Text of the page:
A call for a naked man tearing apart his mother’s home in 2005 is vivid in Ottawa Police Const. Keith Martin’s mind.
Martin drove to the Bells Corners house, waiting for backup, when the man “dove through the window, right onto the lawn,” he said.
Alone, Martin tried to grab him but the man was “crazy strong.”
Martin dispensed pepper spray.
“He wiped it off and he said ‘I hope you’ve got something better than that,’” Martin recalled. This was Martin’s sole experience with the condition called excited delirium.
“The hard part is, it’s a medical condition, and we know that,” Martin said.
“It’s usually caused by probably drugs or alcohol or a combination … My guy took $400 worth of crack in one go, so that’s why he was kind of going out of his mind.”
A Taser would’ve come in handy; the province is contemplating the use of conducted energy weapons among frontline officers.
“It’s very worrying when your options don’t work,” said Martin.
With a Taser, “you have no choice” but to comply.
Back to that scene: Martin struck the man a few times in the thigh with a baton.
“He just chuckled, so they don’t feel any pain whatsoever,” Martin said. “He didn’t even flinch, and it was a steel baton.”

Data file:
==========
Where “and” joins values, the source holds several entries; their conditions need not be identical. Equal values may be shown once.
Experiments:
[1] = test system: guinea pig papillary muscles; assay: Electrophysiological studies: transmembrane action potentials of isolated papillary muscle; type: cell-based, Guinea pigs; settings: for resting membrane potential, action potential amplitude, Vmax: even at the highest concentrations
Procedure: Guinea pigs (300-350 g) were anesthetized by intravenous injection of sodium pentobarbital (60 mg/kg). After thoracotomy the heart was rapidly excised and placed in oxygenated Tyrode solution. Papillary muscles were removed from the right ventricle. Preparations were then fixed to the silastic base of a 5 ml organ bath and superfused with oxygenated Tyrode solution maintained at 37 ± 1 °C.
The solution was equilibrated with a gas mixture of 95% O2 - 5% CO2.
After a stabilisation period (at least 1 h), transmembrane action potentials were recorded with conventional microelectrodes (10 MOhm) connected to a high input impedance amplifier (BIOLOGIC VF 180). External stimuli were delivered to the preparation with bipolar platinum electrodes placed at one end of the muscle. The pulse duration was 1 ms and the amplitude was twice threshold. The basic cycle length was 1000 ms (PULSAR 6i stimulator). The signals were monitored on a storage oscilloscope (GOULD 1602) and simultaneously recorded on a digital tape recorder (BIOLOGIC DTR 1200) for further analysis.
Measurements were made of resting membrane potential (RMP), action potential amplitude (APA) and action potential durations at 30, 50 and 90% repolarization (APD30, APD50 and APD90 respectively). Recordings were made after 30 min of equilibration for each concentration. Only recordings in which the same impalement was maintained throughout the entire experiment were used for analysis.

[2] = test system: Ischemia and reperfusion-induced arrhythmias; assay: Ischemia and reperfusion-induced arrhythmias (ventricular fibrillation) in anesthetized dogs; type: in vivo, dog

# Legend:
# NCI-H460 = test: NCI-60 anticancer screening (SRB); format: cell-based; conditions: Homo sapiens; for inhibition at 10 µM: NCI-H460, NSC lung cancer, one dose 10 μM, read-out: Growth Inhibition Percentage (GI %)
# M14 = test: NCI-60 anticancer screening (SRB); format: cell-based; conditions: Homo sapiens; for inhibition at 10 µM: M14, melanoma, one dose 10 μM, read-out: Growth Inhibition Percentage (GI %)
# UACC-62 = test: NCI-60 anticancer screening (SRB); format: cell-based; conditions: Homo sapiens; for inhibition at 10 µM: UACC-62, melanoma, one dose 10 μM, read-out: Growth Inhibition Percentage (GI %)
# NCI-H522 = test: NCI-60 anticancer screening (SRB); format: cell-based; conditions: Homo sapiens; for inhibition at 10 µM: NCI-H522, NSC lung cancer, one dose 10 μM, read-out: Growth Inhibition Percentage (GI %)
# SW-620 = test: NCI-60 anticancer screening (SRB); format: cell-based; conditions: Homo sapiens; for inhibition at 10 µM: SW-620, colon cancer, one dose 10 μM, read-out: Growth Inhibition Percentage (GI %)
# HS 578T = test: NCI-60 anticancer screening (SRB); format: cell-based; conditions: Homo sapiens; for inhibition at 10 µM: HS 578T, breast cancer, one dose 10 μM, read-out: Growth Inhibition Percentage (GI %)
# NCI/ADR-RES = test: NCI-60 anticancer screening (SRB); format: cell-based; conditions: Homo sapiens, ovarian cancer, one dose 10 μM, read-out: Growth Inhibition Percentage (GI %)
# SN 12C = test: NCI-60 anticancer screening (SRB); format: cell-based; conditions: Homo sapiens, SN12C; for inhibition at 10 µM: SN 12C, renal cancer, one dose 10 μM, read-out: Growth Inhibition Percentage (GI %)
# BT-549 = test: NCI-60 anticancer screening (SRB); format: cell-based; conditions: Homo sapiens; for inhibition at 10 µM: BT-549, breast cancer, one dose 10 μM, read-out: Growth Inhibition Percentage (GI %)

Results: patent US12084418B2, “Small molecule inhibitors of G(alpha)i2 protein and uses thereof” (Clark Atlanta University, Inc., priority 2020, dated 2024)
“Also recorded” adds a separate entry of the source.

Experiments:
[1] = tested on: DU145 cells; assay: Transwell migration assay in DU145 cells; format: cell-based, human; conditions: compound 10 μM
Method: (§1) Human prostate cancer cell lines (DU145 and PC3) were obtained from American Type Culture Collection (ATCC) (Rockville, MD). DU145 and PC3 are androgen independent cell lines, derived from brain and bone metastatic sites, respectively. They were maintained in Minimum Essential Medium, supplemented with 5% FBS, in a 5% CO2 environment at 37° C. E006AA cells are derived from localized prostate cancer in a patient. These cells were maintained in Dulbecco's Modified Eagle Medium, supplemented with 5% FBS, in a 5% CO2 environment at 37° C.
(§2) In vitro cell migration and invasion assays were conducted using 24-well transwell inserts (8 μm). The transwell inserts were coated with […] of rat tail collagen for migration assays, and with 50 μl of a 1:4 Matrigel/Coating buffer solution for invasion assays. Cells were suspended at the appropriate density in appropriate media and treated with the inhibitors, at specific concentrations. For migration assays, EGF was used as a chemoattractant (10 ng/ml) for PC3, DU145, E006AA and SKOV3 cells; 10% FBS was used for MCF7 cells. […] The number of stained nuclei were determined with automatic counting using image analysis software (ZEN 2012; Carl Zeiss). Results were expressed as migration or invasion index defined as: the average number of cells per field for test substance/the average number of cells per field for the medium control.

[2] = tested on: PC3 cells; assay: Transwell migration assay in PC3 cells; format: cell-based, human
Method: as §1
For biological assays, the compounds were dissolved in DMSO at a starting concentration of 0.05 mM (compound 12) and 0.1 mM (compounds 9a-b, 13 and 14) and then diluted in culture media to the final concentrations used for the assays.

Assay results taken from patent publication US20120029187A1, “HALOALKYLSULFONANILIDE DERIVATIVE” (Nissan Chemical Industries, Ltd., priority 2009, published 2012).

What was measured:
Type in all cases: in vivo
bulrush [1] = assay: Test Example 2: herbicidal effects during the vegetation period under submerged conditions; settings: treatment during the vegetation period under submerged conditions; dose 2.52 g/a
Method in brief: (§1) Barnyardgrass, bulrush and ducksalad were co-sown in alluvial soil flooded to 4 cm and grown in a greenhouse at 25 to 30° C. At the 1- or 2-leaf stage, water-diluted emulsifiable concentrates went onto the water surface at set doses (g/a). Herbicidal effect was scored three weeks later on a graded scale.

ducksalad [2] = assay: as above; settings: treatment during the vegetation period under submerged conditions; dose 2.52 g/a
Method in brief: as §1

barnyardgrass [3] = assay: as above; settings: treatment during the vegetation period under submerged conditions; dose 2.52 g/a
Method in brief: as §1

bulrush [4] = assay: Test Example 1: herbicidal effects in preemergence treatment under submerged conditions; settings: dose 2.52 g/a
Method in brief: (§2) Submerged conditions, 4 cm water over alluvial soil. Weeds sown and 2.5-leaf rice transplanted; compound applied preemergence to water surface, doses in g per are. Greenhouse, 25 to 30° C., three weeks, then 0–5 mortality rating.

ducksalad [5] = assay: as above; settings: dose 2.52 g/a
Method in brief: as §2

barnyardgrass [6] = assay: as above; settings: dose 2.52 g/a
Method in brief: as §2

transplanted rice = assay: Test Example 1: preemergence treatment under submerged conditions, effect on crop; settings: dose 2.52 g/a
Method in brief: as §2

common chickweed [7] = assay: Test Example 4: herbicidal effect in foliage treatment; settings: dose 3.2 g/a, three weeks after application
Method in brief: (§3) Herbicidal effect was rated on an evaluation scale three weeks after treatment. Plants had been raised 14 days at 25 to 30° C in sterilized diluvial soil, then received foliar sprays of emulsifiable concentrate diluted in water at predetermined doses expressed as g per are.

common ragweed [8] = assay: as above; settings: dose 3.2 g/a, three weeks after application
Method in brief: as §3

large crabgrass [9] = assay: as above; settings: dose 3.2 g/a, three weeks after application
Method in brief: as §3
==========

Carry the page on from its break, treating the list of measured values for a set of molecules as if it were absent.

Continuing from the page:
Several officers arrived, tackling the man.
“He did a pushup with all of us on and he threw an officer … just tossed him like he was a rag doll,” Martin said.
They eventually cuffed the man, “and then he pretty much destroyed the back seat of my cruiser,” Martin said.
Paramedics sedated the man as they got him out of the car at the hospital.
“His heart rate was 250 beats per minute, so his heart was beating out of his chest, basically.”
Medical attention is imperative when excited delirium is suspected,
A patient essentially morphing into the Hulk is “very, very scary,” said Ottawa Paramedic spokesman J.P. Trottier.
“We certainly let police go in first to make it safe for the paramedics.”
Excited delirium is recognized in the medical community, Trottier said.